Miles spun the book back into place and glared over the rim of his glasses. "The other involved party in the case has set up primary residency in Washington State. There are contradictory state laws that apply to what is now their shared investment property in Reseda."
Oh, Wright could shut right the hell up. He loved resolving legal contradictions. "Which means the case will inevitably go to the 9th Circuit court and they will make a decision that sets precedent for the entire western part of the country."
"About tenant agreements."
"That's what you were grinning about."
"I have never, ever met a bigger dork than you."
"That's it," Miles said, stood, and pointed at his door. "Out."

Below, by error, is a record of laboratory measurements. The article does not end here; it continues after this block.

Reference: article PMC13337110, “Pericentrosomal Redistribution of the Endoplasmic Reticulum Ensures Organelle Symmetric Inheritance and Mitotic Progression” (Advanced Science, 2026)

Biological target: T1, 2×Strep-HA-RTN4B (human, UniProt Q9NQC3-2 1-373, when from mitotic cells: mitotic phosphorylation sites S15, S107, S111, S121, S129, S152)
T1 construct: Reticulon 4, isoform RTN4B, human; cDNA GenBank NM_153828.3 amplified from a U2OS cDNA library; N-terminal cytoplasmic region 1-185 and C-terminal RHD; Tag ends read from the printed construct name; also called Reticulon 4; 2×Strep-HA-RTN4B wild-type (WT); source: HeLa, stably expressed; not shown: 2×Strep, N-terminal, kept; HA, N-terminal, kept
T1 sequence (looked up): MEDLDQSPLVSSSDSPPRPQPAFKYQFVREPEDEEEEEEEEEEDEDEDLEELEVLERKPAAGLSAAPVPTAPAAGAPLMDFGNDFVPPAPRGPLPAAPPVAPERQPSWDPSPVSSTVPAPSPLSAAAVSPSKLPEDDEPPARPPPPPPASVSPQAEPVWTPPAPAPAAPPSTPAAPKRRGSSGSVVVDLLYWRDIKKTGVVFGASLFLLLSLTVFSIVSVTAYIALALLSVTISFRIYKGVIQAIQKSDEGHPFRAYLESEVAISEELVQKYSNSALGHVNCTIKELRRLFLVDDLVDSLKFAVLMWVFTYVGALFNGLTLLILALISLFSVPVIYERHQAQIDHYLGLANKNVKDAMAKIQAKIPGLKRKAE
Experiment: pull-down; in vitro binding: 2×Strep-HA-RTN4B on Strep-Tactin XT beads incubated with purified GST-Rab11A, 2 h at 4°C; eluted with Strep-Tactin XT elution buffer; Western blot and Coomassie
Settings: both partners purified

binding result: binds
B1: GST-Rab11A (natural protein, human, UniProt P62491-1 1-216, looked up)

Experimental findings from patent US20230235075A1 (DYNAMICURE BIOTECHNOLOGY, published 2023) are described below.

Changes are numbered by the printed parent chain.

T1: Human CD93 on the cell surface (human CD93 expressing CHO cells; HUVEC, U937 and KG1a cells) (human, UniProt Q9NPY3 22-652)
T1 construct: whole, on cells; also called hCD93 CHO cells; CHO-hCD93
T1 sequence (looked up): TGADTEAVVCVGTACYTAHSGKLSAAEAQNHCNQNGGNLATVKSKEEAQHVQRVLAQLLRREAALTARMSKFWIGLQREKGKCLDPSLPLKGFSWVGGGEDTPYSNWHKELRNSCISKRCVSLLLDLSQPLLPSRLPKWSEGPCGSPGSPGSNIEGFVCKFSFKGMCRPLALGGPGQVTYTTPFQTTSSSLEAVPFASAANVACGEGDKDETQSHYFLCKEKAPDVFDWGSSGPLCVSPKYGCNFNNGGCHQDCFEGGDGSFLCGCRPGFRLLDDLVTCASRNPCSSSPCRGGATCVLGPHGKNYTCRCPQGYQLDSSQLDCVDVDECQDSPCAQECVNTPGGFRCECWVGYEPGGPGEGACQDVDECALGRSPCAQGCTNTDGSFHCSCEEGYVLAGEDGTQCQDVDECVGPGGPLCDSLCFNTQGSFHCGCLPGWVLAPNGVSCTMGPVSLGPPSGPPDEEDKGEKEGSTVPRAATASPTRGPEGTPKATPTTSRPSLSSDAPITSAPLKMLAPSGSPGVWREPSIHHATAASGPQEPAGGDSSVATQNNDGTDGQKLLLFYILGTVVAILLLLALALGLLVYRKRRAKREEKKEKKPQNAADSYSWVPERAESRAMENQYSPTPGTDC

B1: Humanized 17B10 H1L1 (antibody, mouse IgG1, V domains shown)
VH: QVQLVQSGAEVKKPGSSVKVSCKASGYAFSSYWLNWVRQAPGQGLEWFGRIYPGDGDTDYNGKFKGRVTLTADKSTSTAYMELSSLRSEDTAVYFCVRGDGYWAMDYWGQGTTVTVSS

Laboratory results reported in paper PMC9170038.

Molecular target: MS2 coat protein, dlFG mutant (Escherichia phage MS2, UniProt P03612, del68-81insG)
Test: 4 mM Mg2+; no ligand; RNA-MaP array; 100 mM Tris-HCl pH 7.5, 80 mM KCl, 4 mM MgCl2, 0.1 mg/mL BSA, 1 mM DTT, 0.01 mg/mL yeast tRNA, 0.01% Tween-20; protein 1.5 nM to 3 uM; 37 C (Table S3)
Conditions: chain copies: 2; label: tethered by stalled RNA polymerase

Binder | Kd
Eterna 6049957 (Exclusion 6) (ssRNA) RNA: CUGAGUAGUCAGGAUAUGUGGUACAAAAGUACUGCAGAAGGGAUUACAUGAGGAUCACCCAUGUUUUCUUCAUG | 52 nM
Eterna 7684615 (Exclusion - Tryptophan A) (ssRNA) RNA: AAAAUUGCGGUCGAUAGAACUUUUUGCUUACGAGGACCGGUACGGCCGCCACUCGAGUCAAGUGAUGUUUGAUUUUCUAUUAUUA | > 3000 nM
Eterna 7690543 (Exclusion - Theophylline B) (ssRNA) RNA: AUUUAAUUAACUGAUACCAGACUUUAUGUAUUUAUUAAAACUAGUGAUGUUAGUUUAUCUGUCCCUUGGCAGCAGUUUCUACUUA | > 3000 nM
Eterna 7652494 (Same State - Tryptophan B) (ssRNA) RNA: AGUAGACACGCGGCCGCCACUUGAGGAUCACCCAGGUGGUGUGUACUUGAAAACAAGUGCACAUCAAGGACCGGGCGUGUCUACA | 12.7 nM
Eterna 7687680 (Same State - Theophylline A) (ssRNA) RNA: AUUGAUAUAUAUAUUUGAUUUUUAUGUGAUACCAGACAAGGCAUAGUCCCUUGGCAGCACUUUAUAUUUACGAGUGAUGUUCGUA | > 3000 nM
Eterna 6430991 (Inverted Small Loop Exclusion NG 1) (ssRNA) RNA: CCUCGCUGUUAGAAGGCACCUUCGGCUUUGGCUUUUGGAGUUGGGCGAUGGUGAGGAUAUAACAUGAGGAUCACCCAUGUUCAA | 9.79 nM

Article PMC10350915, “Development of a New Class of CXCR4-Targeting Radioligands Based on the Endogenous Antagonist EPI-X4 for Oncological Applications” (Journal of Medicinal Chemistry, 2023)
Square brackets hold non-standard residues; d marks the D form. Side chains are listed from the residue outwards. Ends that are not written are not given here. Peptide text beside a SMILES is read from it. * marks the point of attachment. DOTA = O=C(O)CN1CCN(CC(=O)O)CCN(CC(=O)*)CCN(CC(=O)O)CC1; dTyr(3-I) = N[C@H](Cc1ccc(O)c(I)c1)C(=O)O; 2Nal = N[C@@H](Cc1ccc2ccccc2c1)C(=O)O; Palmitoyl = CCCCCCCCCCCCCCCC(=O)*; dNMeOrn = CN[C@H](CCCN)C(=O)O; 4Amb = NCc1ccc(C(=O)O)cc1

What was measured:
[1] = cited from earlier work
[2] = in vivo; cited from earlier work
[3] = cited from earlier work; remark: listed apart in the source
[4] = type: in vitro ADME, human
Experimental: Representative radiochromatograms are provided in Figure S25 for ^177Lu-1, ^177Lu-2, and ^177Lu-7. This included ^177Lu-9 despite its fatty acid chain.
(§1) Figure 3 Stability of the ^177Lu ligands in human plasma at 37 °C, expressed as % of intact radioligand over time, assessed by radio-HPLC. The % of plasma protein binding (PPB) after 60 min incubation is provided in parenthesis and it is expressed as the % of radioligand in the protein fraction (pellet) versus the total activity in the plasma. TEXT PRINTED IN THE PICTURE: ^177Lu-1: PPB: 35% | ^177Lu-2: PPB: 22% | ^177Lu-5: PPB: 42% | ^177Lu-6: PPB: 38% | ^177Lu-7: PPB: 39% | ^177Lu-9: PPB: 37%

"But you promised I could use your library," Phoenix said with an expansive gesture at the bank of bookcases, then at the books he had splayed on the table between the two settees.
"We both know your eyes glaze over as soon as you try to read those, Wright."
"Not as soon as I try to read those," Phoenix corrected. His confidence wilted under Miles' level stare. "Just... when I start cross-referencing cases." Right. Because he pulled everything out of his hat in the thick of courtroom confrontations.
"Some of us actually work on a regular basis. Out."
"Fine," he relented and hopped up, although Phoenix made no other move to leave. "I actually was looking through those while you finished working on this case, because I had something else to ask you and I promised I wouldn't let it wait."
"Trucy wants you for her Trivial Pursuit team. Apparently we're doing Tuesday Game Nights and we need more people."
"Oh, and what are you going to do otherwise on Tuesday nights?" Phoenix challenged. "Sit in your apartment alone and iron your frills?"